The Self-Reg View of Mindfulness (Part 1)

The Self-Reg View of Mindfulness (Part 1)

Our idea for this blog series was to respond to questions coming from our online communities; and no question has been asked more often than to clarify the Self-Reg view of mindfulness. Understandably, as there is a fair bit of confusion out there as to what exactly “mindfulness” is. The term derives from the ancient Buddhist practice of attending fully to one’s “stream of consciousness”. But “mindfulness” is used in so many different ways that this would no doubt be an excellent topic for Jeremy Burman to examine, applying the techniques that he used to analyze the different uses of the term “self-regulation” (see Burman, Green, & Shanker, ‘The Six Meanings of Self-Regulation’, Child Development, 2015). I suspect there might be even more uses of “mindfulness.

Perhaps the most common use is that one seeks to quiet a mind that is teeming with thoughts and worries: to gently rest and restore an over-worked brain and body. Back in the 1960s, the so-called Father of modern Sleep Research, Nathaniel Kleitman, discovered that the brain operates on a circadian basic rest-activity cycle (BRAC), in which we move from higher to lower alertness every 90 minutes. That is, we go through this cycle as much when we are awake as when we are asleep (i.e., the REM sleep-cycle). The brain sends signals of when we are entering this less reactive state during the awake-phase: e.g., we become restless, drowsy, or lose focus. But in our modern fast-paced world we tend to either ignore or override these signals (e.g., with adrenaline, caffeine, sugar, or our smartphones), propelling us towards a chronic low-energy/high-tension state. So the goal of a mindfulness practice like yoga is not only to build in the much-needed restorative breaks, but to become more aware of and heedful of these signals.

In a common psychotherapeutic use of the term, one endeavours to pay close attention to what is going on inside you, physically as well as emotionally, when you think or feel something unpleasant: to notice, for example, the lump in your throat and the feeling of heaviness when you’re sad, or the tingling in your arms and legs and the tightness in your chest when you’re angry. One starts by becoming aware of things that you would have noticed as an infant but now scarcely register: e.g., the feeling of the chair you’re sitting on or the ground beneath your feet; the taste, texture, smell of what you’re eating; the scenery around you, the sound of the birds. Next one might try to endure unpleasant physical sensations. Suppose, for example, you are doing a meditation exercise and find the lotus position uncomfortable: here you might be encouraged to focus on the discomfort in your legs and hips and resist the temptation to stretch out your legs for as long as you possibly can (or perhaps impose this on yourself so as not to be the first who moves, or because you don’t want to disturb the others). Over time you’ll be able to sit for longer and longer periods without changing your position.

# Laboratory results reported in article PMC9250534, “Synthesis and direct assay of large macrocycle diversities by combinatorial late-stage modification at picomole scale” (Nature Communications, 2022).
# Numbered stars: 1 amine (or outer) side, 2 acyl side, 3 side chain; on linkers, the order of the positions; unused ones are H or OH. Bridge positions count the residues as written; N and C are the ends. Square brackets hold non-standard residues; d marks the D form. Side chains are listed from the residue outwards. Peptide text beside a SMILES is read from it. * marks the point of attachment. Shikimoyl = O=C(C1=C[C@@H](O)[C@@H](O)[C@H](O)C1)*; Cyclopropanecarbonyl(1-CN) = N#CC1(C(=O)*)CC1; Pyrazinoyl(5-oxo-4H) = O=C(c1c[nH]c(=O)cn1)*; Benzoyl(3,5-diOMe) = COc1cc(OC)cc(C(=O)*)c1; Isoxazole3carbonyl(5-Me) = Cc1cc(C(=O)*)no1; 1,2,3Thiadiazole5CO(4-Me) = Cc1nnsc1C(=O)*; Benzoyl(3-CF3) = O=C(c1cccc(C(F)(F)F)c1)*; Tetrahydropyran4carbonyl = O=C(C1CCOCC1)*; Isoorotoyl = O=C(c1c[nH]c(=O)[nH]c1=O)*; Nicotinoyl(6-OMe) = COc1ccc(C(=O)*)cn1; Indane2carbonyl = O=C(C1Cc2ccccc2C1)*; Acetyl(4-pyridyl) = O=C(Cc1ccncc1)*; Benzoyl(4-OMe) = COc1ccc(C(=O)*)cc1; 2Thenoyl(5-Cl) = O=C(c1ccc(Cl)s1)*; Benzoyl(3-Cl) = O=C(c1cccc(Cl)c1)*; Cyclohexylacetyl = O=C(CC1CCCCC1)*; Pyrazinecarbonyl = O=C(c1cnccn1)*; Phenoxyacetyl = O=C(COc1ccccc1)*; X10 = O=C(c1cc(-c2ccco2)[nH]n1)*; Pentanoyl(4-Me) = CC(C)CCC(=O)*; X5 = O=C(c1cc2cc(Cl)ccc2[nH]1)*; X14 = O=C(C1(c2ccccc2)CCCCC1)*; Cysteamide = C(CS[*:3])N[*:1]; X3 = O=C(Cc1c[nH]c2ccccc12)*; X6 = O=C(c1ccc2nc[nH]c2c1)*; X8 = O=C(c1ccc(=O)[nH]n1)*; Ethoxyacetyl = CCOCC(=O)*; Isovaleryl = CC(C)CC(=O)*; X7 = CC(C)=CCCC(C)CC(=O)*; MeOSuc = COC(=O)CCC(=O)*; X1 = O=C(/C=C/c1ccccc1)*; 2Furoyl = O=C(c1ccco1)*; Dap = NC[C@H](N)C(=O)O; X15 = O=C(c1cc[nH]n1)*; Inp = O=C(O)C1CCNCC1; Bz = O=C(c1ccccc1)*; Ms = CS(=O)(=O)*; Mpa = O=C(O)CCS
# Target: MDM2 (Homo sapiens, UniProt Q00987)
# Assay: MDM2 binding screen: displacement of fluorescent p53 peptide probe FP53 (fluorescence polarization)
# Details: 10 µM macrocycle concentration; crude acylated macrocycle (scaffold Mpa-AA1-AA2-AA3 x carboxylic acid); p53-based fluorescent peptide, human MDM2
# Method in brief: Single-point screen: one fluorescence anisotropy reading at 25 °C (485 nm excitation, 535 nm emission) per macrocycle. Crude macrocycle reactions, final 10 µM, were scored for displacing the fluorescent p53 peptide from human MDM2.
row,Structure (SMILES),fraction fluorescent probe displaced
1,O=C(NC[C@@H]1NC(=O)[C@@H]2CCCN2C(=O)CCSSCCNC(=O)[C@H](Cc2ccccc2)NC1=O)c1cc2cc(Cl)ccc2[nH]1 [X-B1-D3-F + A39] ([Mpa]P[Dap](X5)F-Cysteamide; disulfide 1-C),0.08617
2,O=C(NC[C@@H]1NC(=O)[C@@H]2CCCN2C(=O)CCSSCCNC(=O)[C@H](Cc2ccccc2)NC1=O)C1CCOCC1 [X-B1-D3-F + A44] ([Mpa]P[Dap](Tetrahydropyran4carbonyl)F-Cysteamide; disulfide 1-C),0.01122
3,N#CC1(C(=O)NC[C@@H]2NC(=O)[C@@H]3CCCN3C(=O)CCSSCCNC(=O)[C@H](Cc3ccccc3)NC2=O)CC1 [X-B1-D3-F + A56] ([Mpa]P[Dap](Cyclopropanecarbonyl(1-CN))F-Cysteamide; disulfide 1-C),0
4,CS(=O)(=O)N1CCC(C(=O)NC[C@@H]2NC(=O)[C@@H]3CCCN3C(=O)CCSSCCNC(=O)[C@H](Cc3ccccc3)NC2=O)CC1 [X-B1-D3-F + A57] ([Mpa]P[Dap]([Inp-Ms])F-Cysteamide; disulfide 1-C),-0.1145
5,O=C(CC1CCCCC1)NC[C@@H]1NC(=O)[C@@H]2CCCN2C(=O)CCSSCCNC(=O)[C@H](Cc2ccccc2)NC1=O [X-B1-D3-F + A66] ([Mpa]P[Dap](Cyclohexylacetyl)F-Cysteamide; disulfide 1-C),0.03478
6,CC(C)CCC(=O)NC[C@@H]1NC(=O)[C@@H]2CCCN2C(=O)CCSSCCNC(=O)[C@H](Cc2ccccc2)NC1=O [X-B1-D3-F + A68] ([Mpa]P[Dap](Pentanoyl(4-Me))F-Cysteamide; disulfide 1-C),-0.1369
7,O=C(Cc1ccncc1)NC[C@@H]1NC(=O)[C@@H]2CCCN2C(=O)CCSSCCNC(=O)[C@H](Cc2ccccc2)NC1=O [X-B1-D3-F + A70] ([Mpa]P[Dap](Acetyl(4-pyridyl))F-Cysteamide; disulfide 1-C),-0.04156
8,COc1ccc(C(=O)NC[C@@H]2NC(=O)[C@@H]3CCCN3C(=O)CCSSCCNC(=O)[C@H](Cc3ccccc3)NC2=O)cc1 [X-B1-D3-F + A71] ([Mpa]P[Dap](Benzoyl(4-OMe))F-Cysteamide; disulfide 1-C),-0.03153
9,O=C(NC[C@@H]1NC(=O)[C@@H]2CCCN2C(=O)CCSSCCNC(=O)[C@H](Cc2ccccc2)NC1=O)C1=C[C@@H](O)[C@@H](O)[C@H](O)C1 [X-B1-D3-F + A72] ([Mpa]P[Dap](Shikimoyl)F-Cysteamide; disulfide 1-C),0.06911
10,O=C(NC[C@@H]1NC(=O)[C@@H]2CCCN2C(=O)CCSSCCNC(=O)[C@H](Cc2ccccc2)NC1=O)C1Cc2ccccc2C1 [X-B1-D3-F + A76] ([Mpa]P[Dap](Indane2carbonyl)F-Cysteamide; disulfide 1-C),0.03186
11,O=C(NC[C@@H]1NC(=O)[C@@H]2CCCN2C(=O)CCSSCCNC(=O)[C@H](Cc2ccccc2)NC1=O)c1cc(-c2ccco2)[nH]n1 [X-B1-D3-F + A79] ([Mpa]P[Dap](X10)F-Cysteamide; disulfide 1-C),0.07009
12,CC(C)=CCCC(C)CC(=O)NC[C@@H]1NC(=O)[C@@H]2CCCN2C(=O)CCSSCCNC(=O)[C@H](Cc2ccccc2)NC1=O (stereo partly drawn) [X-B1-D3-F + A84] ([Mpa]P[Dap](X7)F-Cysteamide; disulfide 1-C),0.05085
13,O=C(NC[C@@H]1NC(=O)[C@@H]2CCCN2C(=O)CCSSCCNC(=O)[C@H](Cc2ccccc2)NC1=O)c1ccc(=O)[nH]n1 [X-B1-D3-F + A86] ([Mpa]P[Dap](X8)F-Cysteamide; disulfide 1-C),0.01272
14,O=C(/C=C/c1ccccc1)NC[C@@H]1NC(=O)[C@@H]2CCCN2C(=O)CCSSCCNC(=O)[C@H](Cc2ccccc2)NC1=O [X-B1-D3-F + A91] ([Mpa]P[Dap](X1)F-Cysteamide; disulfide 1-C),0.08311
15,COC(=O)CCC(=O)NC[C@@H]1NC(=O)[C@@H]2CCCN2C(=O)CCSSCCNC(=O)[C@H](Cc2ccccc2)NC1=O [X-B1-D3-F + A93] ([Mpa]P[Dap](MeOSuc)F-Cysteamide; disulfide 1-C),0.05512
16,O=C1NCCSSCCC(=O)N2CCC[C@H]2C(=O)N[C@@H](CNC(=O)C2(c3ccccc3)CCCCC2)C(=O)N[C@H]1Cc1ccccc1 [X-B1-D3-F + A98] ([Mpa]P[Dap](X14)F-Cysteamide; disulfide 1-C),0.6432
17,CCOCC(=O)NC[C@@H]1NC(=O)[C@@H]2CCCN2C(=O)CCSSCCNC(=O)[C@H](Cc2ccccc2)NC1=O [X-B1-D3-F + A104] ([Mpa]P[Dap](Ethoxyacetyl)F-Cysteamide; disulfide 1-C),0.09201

The ultimate goal here is to be able to view troubling thoughts or feelings dispassionately: to become a detached observer, as it were, of your own turbulent inner world. Rather than developing techniques to suppress or flee from unpleasant thoughts and emotions, you pay close attention to them with the hope that, over time, you’ll be able to tolerate things that you have hitherto tried to repress or avoid, just as you learned to resist scratching the itch that was driving you mad.

This kind of focused concentration has been shown to promote a state of calmness and what is most remarkable, enduring positive changes in brain function (see Richard Davidson and Sharon Begley, The Emotional Life of Your Brain, 2012). The reason why this Buddhist-inspired practice has now become such a widespread clinical tool is simply because it can be so effective. Yet many children find it very difficult to engage in any kind of meditation: and not just children. For many find the act of concentrating on their breath or their emotions, let alone trying to resist stretching their legs, not just aversive, but, in fact, a significant stressor in its own right. Far from experiencing the state of calmness that is supposed to result from mindfulness, they become even more agitated.

But then, as Ellen Langer remarks in the Foreword to the new edition of her classic 1989 book Mindfulness, meditation is a tool for achieving mindfulness, and most certainly not the only one. There are endless ways to develop mindfulness: playing a musical instrument, birdwatching, learning a new language, cooking, photography, painting, seeing something as play rather than work, which is especially true when it comes to enrolling in the Foundations Courses in Self-Reg.